The Association of Early Dietary Supplementation with Vitamin E with the Incidence of Ulcerative Dermatitis in Mice on a C57BL/6 Background

  • J R Mader Endocrine Research Unit, Division of Endocrinology and Metabolism, Department of Medicine, Mayo Clinic College of Medicine
  • M A Mason Endocrine Research Unit, Division of Endocrinology and Metabolism, Department of Medicine, Mayo Clinic College of Medicine
  • L K Bale Endocrine Research Unit, Division of Endocrinology and Metabolism, Department of Medicine, Mayo Clinic College of Medicine
  • N M Gades Department of Comparative Medicine, Mayo Clinic College of Medicine
  • C A Conover Endocrine Research Unit, Division of Endocrinology and Metabolism, Department of Medicine, Mayo Clinic College of Medicine

Abstract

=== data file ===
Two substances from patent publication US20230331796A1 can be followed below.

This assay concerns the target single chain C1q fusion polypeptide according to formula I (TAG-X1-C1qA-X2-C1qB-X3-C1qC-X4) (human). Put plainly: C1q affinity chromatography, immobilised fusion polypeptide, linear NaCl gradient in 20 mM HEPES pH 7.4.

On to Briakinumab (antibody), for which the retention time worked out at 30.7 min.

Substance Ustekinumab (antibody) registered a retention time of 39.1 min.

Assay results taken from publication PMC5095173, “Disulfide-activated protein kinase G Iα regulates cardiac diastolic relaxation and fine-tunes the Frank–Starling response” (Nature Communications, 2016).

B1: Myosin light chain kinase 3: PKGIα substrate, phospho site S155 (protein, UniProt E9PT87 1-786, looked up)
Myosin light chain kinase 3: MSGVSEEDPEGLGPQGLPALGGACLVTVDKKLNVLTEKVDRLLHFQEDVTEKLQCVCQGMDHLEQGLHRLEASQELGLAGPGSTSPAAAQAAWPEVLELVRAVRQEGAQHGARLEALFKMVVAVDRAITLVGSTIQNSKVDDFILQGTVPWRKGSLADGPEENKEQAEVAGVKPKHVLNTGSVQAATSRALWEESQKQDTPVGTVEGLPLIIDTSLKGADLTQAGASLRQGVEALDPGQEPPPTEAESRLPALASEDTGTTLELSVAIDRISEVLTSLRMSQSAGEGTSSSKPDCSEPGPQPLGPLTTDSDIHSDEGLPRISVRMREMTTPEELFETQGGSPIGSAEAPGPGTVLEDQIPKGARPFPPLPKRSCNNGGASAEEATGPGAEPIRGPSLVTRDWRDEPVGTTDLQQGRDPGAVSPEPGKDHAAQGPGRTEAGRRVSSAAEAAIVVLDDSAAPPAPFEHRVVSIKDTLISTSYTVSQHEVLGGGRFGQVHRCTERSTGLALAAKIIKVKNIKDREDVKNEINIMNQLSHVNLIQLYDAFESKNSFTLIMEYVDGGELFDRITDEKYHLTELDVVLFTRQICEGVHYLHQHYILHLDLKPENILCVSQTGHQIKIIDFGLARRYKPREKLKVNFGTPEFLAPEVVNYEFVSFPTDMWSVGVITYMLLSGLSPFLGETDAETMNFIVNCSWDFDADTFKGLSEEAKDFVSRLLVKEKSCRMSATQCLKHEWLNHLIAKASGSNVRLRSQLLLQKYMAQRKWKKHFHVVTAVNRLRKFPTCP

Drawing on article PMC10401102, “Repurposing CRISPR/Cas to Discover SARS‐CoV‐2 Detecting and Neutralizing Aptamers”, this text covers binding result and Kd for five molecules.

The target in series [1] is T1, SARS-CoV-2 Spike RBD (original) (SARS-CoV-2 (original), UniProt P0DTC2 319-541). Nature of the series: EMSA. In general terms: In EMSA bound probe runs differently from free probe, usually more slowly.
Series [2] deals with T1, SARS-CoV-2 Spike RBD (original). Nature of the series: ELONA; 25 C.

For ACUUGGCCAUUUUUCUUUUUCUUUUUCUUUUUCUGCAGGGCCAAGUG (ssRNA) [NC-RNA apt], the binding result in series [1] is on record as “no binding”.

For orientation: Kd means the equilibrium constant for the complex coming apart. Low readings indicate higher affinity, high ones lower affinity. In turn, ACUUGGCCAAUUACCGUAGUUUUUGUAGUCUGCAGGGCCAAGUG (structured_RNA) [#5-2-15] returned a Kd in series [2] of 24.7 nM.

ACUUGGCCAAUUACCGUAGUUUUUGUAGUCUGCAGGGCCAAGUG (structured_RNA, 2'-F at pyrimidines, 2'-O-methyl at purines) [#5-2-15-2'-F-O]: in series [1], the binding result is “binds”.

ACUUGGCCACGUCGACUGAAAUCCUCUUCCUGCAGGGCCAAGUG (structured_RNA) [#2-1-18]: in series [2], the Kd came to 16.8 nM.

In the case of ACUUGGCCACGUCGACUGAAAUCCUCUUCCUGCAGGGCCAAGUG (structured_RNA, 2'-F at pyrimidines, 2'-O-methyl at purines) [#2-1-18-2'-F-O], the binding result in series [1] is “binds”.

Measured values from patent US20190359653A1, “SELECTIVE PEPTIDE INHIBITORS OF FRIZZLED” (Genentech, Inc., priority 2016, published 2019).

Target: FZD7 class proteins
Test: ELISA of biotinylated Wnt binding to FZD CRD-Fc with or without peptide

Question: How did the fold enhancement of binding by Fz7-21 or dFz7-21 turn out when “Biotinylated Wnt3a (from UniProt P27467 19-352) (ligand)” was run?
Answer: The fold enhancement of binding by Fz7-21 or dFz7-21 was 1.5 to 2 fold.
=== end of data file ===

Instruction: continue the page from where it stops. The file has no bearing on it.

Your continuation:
The purpose of this study was to ascertain if prophylactic ingestion of a diet rich in vitamin E would prevent  or impede the development of ulcerative dermatitis in mice on a C57BL/6 background. Mice were fed after  weaning a standard mouse diet, vitamin E (99 IU/kg), or a mouse diet fortified with vitamin E (3000 IU/  kg). Cases of ulcerative dermatitis were recorded by individuals (i.e. aware of) the diet assignment. The  incidence of ulcerative dermatitis in a retrospective cohort of mice on standard diet was compared with the  group on the diet fortified with vitamin E. Age was associated with ulcerative dermatitis in standard diet  and vitamin E fortified diet groups, r = 0.43, p-value < 0.0001 and r = 0.18, p-value < 0.02, respectively.  The average age of incidence for ulcerative dermatitis in the mice fed the standard diet was 89 weeks and  for the mice fed the vitamin E diet it was 41 weeks. The unadjusted odds ratio comparing the incidence of  ulcerative dermatitis between the two diet groups was 4.6 with a 95% confidence interval of (2.44, 8.58),  x2 p-value < 0.0001. Therefore, there was an association between the diets and ulcerative dermatitis, with  the mice on the vitamin E fortified diet having almost five times the odds of having ulcerative dermatitis  compared with mice on the standard diet. Incidence of ulcerative dermatitis was not influenced by sex or  genotype. Our study results show that a diet fortified in vitamin E initiated at weaning does not prevent or  impede the development of ulcerative dermatitis in mice on a C57BL/6 background and on the contrary  accelerate development when administered to young mice. 

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